To Jupiter with JunoCam

To Jupiter with JunoCam
This trio of Junocam views of Earth was taken during Juno's close flyby on October 9, 2013. The leftmost view shows the southern two-thirds of South America. As the spacecraft moved eastward during its flyby, the Chilean coast and the snowy line of the Andes Mountains recedes toward the limb at left on the planet. The third image includes a view of the Argentinean coastline with reflections, or specular highlights, off the Rio Negro north of Golfo San Matias, as well as cloud formations over Antarctica. The leftmost view was obtained at 19:08 UT at an altitude of 3,567 miles (5,741 kilometers); the center view was obtained at 19:11 from 2,486 miles (4,001 kilometers) altitude, and the view at right was obtained at 19:12 UT at an altitude of 1,986 miles (3,197 kilometers). The center image was taken using Junocam's narrowband methane filter, while the other two are combinations of the instrument's red, green and blue filters and approximate natural color. Each image is a mosaic of 82 individual frames taken as the spacecraft spun; these have been composited and remapped by ground processing. Credit: NASA/JPL-Caltech/MSSS

When NASA's Juno mission arrives at Jupiter on July 4, 2016, new views of the giant planet's swirling clouds will be sent back to Earth, courtesy of its color camera, called JunoCam. But unlike previous space missions, professional scientists will not be the ones producing the processed views, or even choosing which images to capture. Instead, the public will act as a virtual imaging team, participating in key steps of the process, from identifying features of interest to sharing the finished images online.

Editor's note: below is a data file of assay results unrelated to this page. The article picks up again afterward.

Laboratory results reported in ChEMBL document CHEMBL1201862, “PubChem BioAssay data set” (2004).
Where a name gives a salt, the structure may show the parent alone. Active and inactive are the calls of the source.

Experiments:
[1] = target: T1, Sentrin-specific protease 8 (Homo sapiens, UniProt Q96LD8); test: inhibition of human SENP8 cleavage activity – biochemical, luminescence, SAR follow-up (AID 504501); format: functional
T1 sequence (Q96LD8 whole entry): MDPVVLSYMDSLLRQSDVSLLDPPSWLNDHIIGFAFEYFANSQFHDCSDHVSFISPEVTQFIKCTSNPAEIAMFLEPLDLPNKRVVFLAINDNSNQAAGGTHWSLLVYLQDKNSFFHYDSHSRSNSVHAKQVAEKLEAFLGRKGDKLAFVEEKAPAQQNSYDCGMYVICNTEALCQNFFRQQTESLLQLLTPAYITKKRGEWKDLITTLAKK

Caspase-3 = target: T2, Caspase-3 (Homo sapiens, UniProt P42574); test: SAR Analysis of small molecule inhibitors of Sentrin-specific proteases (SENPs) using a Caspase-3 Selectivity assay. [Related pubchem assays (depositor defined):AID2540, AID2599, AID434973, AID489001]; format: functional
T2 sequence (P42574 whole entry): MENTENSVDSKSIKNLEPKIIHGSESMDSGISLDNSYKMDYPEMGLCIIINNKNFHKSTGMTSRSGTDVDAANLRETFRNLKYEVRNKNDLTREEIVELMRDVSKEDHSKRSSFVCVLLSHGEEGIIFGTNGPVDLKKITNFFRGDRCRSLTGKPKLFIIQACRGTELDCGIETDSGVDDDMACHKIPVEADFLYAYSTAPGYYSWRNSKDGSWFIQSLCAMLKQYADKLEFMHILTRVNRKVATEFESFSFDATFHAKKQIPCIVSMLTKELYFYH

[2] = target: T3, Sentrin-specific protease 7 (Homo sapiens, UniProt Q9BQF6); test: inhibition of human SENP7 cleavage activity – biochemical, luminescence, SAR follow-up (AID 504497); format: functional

"This is really the public's camera. We are hoping students and whole classrooms will get involved and join our team," said Scott Bolton, Juno principal investigator at the Southwest Research Institute in San Antonio.

The Juno team has kicked off the first stage of JunoCam activity with the launch of a new Web platform on the mission's website. Now and throughout the mission, amateur astronomers are invited to submit images of Jupiter from their own telescopes. These views will be the basis for online discussions about which of Jupiter's swirls, bands and spots JunoCam should image as it makes repeated, close passes over the planet. The ground-based views will be essential for identifying and tracking changes in the planet's cloud features as Juno approaches.

"In between our close Jupiter flybys, Juno goes far from the planet, and Jupiter will shrink in JunoCam's field of view to a size too small to be useful for choosing which features to capture. So we really are counting on having help from ground-based observers," said Candy Hansen, a member of the Juno science team who leads planning for the camera.